Like I have said elsewhere..., mutually exclusive categories are okay for depicting moral ideals (or standards) but are grossly inadequate for categorizing particular actions.
This is where Merlin's argument goes off the tracks. If you categorize an action so as to align it with a moral code, then it must be done according to the characteristics of the moral code and not some different system. Actions arise out of motivations and the motivations may well arise out of the person's moral beliefs. In this case, it is the moral belief that is needed to categorize the action.
Notice that in Joe's post he said, "It [the action] is chosen based on at most one of those standards." That is the heart of the issue. People choose, and many of these choices are made on the basis of their moral beliefs.
Maybe we know the motivation, as in when we create a hypothetical that implies or explicitly states the motive. "He wanted to spend the money on his own children, but he followed the beliefs of his church and gave the money to a fund to help other children." Or, we don't know that the motivation, as in the statement, "He stopped and took a few minutes to comfort a fellow worker that was going through a hard time." Why did he do that? Was it a "Christian duty" or was it that this person was important to him?
There is nothing wrong with a category system that might be labled as, "Actions as per who benefits" along with a set of rules that define how we parse things into the categories. Are the benefits restricted to financial benefits? If not, must they be material benefits, or can positive emotions count as a benefit?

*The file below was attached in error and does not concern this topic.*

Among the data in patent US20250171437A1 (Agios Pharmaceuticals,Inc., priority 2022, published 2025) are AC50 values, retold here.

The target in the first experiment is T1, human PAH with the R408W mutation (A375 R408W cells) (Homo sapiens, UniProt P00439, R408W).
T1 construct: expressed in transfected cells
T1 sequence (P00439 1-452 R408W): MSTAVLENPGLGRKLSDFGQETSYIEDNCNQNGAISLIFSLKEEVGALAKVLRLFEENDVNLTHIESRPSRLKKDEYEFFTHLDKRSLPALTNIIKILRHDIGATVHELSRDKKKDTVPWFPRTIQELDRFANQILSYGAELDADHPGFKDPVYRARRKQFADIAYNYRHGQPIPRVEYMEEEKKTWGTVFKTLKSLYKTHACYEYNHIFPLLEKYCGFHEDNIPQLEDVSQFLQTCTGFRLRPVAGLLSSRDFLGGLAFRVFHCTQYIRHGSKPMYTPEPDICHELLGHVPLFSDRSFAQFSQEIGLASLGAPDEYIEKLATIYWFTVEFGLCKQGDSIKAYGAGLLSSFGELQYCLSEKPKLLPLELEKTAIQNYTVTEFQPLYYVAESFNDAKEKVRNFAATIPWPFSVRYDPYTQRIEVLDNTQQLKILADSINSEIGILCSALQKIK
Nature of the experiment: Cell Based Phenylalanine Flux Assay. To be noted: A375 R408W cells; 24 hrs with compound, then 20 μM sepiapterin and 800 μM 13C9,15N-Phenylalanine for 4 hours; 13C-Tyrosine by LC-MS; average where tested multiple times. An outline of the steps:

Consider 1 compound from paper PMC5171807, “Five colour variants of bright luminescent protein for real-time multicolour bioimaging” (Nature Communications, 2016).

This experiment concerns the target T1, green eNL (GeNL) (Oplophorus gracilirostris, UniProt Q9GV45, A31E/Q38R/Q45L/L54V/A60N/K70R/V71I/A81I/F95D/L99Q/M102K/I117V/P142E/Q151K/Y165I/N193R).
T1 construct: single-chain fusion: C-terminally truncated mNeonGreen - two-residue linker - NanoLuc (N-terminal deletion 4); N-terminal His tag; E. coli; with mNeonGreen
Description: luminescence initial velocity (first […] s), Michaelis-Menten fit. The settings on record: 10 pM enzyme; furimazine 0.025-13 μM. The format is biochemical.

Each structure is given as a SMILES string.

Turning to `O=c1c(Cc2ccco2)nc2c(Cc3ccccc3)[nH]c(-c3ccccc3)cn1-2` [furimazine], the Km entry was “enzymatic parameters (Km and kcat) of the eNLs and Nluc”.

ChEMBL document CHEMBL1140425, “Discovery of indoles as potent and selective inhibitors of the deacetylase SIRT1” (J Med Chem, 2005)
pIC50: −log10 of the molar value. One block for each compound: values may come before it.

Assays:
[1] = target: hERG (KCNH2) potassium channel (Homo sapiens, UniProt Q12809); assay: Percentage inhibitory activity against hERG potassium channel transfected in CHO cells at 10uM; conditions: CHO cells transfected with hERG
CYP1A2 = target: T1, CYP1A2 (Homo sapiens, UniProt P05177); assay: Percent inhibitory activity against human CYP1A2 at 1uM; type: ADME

There could be a different category system that we might describe as, "Actions as per who benefits categorized by the actors primary motivation." Now we would have the same kinds of questions as before ("What do we mean by 'benefits'?") but we also need a motivation. This means we need to know the value system that was in play to generate that motivation which generated that action. And this would take us to a parsing of moral belief to their respective moral codes. Only then could we say that an action was altruistic or egoistic. And because the moral systems have to be defined ahead of time, we would have a definition of what they each are. This takes us to those moral ideals or standards (not actions) that Rand and Comte and Merlin all understand and mention as being incompatible with each other.
Because the moral ideals (moral systems) are mutually exclusive, the actions that are categorized will end up being mutually exclusive. We might end up seeing some actions that are categorized as "altruistic and both benefited", but we will never see "altruistic and egoistic and both benefited." The person has a moral belief that in a clash between choices of selfishness and selflessness will resolve in favor of one or the other. We can't get past the fact that the moral belief is where the categorization of human actions has to come from and that as moral ideals altruism and egoism are mutually exclusive.
Moral beliefs come before the motivations we are interested in, and moral beliefs generate the kinds of motivation we are looking at. Human actions of the sort we are interested in can not exist apart from a motivation. The motivations exist before the action occurs. The assignment of a given moral nature to an action can't turn around and redefine the morality according to who benefits from the action while still maintaining that there can be incompatible moral standards and ideals.
Merlin's injection of "beneficiary" as a means of attaching the tag "altruistic" or "egoistic" to an action is a fallacy. That isn't how these tags have to be understood and chosen.